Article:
Q/A to Adrian Sassoon during Masterpiece London 2015

Adrian Sassoon is one of the world’s leading art dealers in the world. According to the TEFAF, the British dealer is the UK’s premier gallery for artist-made contemporary decorative art and design, focused on prestigious works of art. Olivier Dupon, author of several books all published by Thames & Hudson, including The New Jewelers (2012) managed to get Sassoon’s perspective on jewelry as a piece of art.

Author By Eleonor picciotto

Olivier Dupon- What is your personal take on the contemporary high-end jewelry market today?
Adrian Sassoon – It has huge appeal to people, in particular to those who know about stones and have confidence in their long-term magic and consequently their long-term value as well. The appeal of a diamond is eternal.

Does each piece of jewelry presented at Masterpiece have to have a strong narrative behind its creation?
AS – Each piece of jewelry does have a strong narrative, but because of its personal nature, this narrative is always tied to the people behind it. There is a divide between historic jewelry, which may sometimes come with a provenance of being made for, or having belonged to, a glamorous figure in the past and the newly made jewelry that may have a story behind the creator.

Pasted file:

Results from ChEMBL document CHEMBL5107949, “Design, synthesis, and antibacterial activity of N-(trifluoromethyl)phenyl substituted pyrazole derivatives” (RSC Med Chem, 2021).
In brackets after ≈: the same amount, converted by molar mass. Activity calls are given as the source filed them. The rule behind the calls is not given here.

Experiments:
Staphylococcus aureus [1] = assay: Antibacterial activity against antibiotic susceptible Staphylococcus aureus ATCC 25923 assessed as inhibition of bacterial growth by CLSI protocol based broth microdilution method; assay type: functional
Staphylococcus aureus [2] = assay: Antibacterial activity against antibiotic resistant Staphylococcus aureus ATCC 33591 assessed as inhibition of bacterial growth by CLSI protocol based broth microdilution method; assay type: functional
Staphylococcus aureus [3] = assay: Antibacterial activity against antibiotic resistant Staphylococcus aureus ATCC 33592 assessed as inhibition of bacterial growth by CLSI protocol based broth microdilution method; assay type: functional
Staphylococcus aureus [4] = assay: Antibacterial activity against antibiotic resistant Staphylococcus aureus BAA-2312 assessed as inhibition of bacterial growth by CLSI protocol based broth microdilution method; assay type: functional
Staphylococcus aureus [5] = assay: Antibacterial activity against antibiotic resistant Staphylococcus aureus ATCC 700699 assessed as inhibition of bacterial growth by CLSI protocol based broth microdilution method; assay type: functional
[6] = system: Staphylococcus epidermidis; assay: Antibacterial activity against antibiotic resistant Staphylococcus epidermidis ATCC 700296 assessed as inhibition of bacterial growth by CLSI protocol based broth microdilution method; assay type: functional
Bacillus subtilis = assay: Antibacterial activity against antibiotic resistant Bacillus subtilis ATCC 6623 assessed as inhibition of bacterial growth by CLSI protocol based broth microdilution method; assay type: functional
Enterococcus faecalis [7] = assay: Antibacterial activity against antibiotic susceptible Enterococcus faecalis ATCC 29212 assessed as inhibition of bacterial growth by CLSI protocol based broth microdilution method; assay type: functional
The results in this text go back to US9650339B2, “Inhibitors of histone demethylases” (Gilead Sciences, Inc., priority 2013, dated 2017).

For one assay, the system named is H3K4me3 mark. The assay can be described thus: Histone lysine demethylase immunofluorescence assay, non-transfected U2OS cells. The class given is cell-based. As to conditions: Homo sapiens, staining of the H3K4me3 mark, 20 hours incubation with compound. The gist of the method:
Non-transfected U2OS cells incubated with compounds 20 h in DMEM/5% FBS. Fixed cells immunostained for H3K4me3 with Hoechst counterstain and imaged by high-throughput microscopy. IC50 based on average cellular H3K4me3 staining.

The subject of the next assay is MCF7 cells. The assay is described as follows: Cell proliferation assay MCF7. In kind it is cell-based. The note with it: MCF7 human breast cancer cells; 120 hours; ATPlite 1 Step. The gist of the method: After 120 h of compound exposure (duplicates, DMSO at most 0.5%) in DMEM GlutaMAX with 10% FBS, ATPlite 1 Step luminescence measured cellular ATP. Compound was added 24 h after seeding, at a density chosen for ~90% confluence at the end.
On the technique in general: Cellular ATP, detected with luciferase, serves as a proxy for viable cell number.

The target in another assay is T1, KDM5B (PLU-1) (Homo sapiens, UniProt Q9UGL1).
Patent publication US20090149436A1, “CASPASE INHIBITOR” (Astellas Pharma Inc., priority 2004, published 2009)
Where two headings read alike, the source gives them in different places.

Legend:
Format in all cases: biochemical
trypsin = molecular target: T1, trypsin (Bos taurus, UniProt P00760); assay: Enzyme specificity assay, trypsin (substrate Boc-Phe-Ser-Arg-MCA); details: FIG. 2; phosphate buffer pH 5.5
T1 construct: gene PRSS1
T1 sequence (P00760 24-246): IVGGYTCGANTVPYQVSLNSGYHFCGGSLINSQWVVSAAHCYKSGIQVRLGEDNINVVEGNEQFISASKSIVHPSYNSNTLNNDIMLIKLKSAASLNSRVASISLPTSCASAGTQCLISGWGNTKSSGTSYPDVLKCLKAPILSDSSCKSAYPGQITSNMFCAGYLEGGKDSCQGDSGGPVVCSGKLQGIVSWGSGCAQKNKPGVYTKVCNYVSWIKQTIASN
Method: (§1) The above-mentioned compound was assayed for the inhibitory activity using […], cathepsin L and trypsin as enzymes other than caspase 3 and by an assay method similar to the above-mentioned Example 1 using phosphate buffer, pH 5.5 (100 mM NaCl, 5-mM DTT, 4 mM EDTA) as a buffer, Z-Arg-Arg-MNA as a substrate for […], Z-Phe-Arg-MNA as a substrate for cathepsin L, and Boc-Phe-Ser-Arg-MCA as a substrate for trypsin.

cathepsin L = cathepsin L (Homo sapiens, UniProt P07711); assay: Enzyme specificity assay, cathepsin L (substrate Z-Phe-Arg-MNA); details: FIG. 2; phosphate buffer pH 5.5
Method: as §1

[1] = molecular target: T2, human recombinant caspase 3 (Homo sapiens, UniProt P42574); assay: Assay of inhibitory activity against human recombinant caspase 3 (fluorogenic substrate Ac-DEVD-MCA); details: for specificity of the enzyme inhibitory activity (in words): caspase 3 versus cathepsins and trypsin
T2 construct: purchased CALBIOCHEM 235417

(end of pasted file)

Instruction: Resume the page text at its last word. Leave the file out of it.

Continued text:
How does Masterpiece secure it will get the most sought-after Antiques or ‘Heirloom of the future’ pieces to present?
AS – Masterpiece as a fair seeks exhibitors with long-term achievement in their field and who will offer the highest quality stock. The ethos of Masterpiece – and the very meaning of the word – urges exhibitors to bring to the fair masterpieces of exceptional and timeless quality.

For people, who buy contemporary jewelry at the Fair, is it a question of investment or rather emotional buying?
AS – I would suggest that the contemporary pieces are purchased by those who like the object to wear it, to see it, to be seen with it.

What advice would you give to anyone interested in buying into jewelry at the Fair?
AS – Think about whether you would wear it again and again over the next thirty years, rather than over the next thirty days.

How would you define ‘wearable Art’?
AS – Probably as being jewelry one cannot wear in a conventional way. Often people choose ‘wearable Art’ because it is unusual and unexpected, for example it could be made from textile or is very sculptural with material not traditionally used in jewelry design.- OD

Adrian Sassoon

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